Passive investing in index funds can generate returns that roughly match the overall market. But the truth is, you can make significant gains if you buy good quality businesses at the right price. For example, the Meta Financial Group, Inc. (NASDAQ:CASH) share price is 55% higher than it was five years ago, which is more than the market average. In comparison, the share price is down 44% in a year.
To quote Buffett, 'Ships will sail around the world but the Flat Earth Society will flourish. There will continue to be wide discrepancies between price and value in the marketplace...' One flawed but reasonable way to assess how sentiment around a company has changed is to compare the earnings per share (EPS) with the share price.
During five years of share price growth, Meta Financial Group achieved compound earnings per share (EPS) growth of 18% per year. This EPS growth is higher than the 9.1% average annual increase in the share price. So it seems the market isn't so enthusiastic about the stock these days. This cautious sentiment is reflected in its (fairly low) P/E ratio of 11.33.
The company's earnings per share (over time) is depicted in the image below (click to see the exact numbers).
We consider it positive that insiders have made significant purchases in the last year. Even so, future earnings will be far more important to whether current shareholders make money. Before buying or selling a stock, we always recommend a close examination of historic growth trends, available here..
What About Dividends?
When looking at investment returns, it is important to consider the difference between total shareholder return (TSR) and share price return. The TSR incorporates the value of any spin-offs or discounted capital raisings, along with any dividends, based on the assumption that the dividends are reinvested. Arguably, the TSR gives a more comprehensive picture of the return generated by a stock. In the case of Meta Financial Group, it has a TSR of 62% for the last 5 years. That exceeds its share price return that we previously mentioned. And there's no prize for guessing that the dividend payments largely explain the divergence!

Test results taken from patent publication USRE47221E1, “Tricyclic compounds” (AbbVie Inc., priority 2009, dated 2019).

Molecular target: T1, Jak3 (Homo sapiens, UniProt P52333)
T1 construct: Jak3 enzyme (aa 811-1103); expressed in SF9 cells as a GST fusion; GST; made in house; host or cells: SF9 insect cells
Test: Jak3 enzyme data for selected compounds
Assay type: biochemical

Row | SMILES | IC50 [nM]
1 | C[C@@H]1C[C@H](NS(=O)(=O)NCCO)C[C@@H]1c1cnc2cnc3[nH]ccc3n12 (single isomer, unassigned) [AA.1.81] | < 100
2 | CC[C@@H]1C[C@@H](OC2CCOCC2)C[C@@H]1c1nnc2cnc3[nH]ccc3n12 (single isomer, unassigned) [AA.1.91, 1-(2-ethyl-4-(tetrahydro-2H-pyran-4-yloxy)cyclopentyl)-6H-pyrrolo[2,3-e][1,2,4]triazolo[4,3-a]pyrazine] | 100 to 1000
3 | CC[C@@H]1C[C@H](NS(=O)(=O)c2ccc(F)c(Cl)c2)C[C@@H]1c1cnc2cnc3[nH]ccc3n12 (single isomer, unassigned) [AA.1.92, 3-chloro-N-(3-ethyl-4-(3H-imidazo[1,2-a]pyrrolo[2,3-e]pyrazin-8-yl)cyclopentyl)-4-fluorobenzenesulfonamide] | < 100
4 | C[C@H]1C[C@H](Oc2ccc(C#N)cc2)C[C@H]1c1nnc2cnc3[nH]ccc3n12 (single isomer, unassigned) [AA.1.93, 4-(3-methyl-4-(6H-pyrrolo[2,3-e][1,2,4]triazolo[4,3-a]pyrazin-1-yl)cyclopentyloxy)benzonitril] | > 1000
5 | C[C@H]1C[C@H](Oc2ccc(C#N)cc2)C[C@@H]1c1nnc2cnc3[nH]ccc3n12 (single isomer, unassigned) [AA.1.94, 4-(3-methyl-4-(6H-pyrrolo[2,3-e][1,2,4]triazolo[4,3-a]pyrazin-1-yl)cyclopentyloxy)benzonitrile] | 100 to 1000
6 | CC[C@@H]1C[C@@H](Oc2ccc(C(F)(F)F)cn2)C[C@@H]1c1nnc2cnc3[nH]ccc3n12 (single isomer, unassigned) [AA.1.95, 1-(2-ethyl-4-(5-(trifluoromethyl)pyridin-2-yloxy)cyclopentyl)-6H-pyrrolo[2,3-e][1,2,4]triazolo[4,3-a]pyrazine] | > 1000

A Different Perspective
Investors in Meta Financial Group had a tough year, with a total loss of 43% (including dividends), against a market gain of about 9.9%. Even the share prices of good stocks drop sometimes, but we want to see improvements in the fundamental metrics of a business, before getting too interested. Longer term investors wouldn't be so upset, since they would have made 10%, each year, over five years. It could be that the recent sell-off is an opportunity, so it may be worth checking the fundamental data for signs of a long term growth trend. It is all well and good that insiders have been buying shares, but we suggest you check here to see what price insiders were buying at.
If you like to buy stocks alongside management, then you might just love this free list of companies. (Hint: insiders have been buying them).
Please note, the market returns quoted in this article reflect the market weighted average returns of stocks that currently trade on US exchanges.
We aim to bring you long-term focused research analysis driven by fundamental data. Note that our analysis may not factor in the latest price-sensitive company announcements or qualitative material.
If you spot an error that warrants correction, please contact the editor at firstname.lastname@example.org. This article by Simply Wall St is general in nature. It does not constitute a recommendation to buy or sell any stock, and does not take account of your objectives, or your financial situation. Simply Wall St has no position in the stocks mentioned. Thank you for reading.